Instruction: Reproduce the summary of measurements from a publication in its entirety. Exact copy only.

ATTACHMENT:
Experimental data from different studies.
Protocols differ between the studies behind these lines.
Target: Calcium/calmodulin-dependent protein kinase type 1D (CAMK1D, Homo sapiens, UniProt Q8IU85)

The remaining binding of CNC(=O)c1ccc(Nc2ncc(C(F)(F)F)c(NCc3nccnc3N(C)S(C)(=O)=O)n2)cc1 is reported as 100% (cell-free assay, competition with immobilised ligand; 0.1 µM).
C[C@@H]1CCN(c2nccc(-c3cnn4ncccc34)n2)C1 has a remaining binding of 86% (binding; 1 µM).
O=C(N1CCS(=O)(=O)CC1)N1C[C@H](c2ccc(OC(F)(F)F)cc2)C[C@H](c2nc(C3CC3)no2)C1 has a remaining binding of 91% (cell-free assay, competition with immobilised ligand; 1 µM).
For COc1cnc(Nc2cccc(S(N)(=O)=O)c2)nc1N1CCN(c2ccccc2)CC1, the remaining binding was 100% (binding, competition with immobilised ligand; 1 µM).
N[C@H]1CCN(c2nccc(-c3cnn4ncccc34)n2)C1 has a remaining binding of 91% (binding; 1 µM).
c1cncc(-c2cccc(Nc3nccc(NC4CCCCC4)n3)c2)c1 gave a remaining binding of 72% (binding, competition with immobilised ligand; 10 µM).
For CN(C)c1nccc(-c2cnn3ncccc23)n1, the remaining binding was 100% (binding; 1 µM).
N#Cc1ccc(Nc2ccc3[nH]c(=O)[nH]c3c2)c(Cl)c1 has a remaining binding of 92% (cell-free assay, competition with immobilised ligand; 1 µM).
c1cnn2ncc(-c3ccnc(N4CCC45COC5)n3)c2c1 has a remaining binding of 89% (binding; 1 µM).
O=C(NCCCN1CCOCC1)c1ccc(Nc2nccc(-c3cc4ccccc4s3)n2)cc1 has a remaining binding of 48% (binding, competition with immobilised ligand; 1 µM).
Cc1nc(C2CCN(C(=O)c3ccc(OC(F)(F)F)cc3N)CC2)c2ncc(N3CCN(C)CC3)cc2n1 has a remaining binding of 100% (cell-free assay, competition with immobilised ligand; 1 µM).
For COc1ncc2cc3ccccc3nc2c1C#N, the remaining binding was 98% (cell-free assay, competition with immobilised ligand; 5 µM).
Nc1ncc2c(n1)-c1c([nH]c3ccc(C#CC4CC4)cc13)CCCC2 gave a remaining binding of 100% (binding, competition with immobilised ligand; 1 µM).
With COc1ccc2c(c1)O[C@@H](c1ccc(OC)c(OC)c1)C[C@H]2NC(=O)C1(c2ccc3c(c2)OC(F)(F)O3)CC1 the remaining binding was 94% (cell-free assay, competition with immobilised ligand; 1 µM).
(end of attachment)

Experimental data from different studies.
Protocols differ between the studies behind these lines.
Target: Calcium/calmodulin-dependent protein kinase type 1D (CAMK1D, Homo sapiens, UniProt Q8IU85)

The remaining binding of CNC(=O)c1ccc(Nc2ncc(C(F)(F)F)c(NCc3nccnc3N(C)S(C)(=O)=O)n2)cc1 is reported as 100% (cell-free assay, competition with immobilised ligand; 0.1 µM).
C[C@@H]1CCN(c2nccc(-c3cnn4ncccc34)n2)C1 has a remaining binding of 86% (binding; 1 µM).
O=C(N1CCS(=O)(=O)CC1)N1C[C@H](c2ccc(OC(F)(F)F)cc2)C[C@H](c2nc(C3CC3)no2)C1 has a remaining binding of 91% (cell-free assay, competition with immobilised ligand; 1 µM).
For COc1cnc(Nc2cccc(S(N)(=O)=O)c2)nc1N1CCN(c2ccccc2)CC1, the remaining binding was 100% (binding, competition with immobilised ligand; 1 µM).
N[C@H]1CCN(c2nccc(-c3cnn4ncccc34)n2)C1 has a remaining binding of 91% (binding; 1 µM).
c1cncc(-c2cccc(Nc3nccc(NC4CCCCC4)n3)c2)c1 gave a remaining binding of 72% (binding, competition with immobilised ligand; 10 µM).
For CN(C)c1nccc(-c2cnn3ncccc23)n1, the remaining binding was 100% (binding; 1 µM).
N#Cc1ccc(Nc2ccc3[nH]c(=O)[nH]c3c2)c(Cl)c1 has a remaining binding of 92% (cell-free assay, competition with immobilised ligand; 1 µM).
c1cnn2ncc(-c3ccnc(N4CCC45COC5)n3)c2c1 has a remaining binding of 89% (binding; 1 µM).
O=C(NCCCN1CCOCC1)c1ccc(Nc2nccc(-c3cc4ccccc4s3)n2)cc1 has a remaining binding of 48% (binding, competition with immobilised ligand; 1 µM).
Cc1nc(C2CCN(C(=O)c3ccc(OC(F)(F)F)cc3N)CC2)c2ncc(N3CCN(C)CC3)cc2n1 has a remaining binding of 100% (cell-free assay, competition with immobilised ligand; 1 µM).
For COc1ncc2cc3ccccc3nc2c1C#N, the remaining binding was 98% (cell-free assay, competition with immobilised ligand; 5 µM).
Nc1ncc2c(n1)-c1c([nH]c3ccc(C#CC4CC4)cc13)CCCC2 gave a remaining binding of 100% (binding, competition with immobilised ligand; 1 µM).
With COc1ccc2c(c1)O[C@@H](c1ccc(OC)c(OC)c1)C[C@H]2NC(=O)C1(c2ccc3c(c2)OC(F)(F)O3)CC1 the remaining binding was 94% (cell-free assay, competition with immobilised ligand; 1 µM).